From The Storyteller
Dec. 16, 2019
Hello All: Early life lessons, though painful at the time, can have positive results. Enjoy. Doug
“If I could have spun those tires, my life would have turned out different.”
My first car was a white, 1961 Chevy Nomad station wagon that was incapable of spinning tires, doing donuts or drag racing. I tried every conceivable way to make that car a “go faster”, and nothing worked. So it was that my desire to be a hot rod driver vanished like a tank of gas.
My friends were kind when they called it a “dog”, and its one saving grace was that it was mine (almost). I was 19, and after a year of college I quit to start acquiring my first million, making $310 a month as a bank teller. Being a working man, I now needed a car, so my dad made me a deal - the family car for $900 (worth $1500), with $100 down and a promise of eight payments of $100 (no interest). I had “steel and wheels’’.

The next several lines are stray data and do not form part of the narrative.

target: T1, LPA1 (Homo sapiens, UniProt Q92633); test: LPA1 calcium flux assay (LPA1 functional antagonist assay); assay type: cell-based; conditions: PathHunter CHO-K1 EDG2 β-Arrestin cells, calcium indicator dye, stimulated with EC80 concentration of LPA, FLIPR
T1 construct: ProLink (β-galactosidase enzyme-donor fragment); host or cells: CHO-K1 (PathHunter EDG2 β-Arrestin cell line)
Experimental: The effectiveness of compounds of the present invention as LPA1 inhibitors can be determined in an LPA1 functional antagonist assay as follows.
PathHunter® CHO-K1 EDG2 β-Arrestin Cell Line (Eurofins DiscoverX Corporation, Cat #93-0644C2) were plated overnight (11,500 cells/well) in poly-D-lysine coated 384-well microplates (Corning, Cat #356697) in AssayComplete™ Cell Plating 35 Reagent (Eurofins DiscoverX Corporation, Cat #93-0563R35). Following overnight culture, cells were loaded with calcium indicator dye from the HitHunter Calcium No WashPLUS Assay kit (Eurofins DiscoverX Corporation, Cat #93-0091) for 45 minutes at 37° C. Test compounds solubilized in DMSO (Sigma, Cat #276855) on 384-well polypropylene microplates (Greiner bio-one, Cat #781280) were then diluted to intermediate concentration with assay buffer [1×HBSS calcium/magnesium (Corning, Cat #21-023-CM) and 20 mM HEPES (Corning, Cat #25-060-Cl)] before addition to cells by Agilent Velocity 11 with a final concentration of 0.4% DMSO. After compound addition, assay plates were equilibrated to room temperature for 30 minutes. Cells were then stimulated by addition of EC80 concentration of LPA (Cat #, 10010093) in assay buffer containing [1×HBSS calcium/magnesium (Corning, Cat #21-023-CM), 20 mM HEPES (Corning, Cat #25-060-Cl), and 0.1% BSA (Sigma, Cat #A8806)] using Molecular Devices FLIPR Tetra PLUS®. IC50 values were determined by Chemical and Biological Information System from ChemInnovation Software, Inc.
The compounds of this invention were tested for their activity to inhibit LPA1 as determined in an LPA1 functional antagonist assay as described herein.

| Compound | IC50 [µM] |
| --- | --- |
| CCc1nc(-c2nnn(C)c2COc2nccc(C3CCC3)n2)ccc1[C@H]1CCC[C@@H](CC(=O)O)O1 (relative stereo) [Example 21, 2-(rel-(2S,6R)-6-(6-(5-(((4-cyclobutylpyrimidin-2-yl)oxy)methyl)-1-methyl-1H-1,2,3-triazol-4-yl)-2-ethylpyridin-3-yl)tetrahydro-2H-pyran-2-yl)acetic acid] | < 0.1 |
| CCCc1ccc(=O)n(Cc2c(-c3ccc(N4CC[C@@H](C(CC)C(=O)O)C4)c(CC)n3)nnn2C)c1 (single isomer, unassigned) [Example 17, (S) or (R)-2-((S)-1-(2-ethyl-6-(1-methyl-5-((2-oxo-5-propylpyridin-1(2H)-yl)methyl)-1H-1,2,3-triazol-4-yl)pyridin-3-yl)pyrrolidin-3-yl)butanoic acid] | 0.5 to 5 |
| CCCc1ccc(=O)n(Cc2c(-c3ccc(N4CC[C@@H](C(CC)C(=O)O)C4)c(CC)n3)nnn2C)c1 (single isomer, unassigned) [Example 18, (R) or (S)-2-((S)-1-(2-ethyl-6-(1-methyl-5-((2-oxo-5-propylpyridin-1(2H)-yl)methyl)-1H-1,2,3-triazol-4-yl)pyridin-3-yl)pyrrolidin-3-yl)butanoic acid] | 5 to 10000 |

The deal was struck in February, and by July, having made seven successful $100 payments, I realized that first million was a long way off, so I gave my notice at work and returned to college. When it came time for the 8th and final $100 payment, as an unemployed college student, I didn’t have it. This gave rise to my experiencing what it’s like to have a car reprocessed. All my dad said was, “Give me the keys”.
I learned a big lesson that day, which taught me to see a promise (like agreeing to make 8, $100 payments) to be like laundry. It’s something that you need to pay attention to on a regular basis, or after a while it begins to stink, and the smell won’t go away just because you want it to.
Moral: Failed dreams can be the best place to start going forward.